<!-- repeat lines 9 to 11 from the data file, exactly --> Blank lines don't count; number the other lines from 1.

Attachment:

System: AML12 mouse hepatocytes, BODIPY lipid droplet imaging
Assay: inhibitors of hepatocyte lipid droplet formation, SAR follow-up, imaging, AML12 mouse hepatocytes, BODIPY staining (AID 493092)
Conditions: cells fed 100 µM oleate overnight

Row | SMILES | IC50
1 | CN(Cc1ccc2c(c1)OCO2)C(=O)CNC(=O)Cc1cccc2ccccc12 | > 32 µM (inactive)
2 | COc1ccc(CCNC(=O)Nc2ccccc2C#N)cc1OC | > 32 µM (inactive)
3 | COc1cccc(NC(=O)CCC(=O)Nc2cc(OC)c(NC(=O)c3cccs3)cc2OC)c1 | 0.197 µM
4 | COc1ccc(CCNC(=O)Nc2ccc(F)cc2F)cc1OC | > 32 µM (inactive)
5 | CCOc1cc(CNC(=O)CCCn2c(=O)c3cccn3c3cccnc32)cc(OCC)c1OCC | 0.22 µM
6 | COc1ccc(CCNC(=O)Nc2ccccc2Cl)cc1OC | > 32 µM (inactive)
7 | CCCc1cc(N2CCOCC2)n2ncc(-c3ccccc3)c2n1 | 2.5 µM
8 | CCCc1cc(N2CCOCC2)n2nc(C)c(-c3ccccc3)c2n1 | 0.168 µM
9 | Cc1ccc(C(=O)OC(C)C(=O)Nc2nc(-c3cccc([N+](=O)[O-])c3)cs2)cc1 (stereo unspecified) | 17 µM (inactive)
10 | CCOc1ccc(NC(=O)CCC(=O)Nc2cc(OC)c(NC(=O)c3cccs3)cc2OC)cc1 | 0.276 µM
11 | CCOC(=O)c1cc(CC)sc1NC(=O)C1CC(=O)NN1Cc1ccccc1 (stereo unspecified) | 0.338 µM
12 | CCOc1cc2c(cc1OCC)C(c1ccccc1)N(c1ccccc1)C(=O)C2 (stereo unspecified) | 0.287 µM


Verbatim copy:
5 | CCOc1cc(CNC(=O)CCCn2c(=O)c3cccn3c3cccnc32)cc(OCC)c1OCC | 0.22 µM
6 | COc1ccc(CCNC(=O)Nc2ccccc2Cl)cc1OC | > 32 µM (inactive)
7 | CCCc1cc(N2CCOCC2)n2ncc(-c3ccccc3)c2n1 | 2.5 µM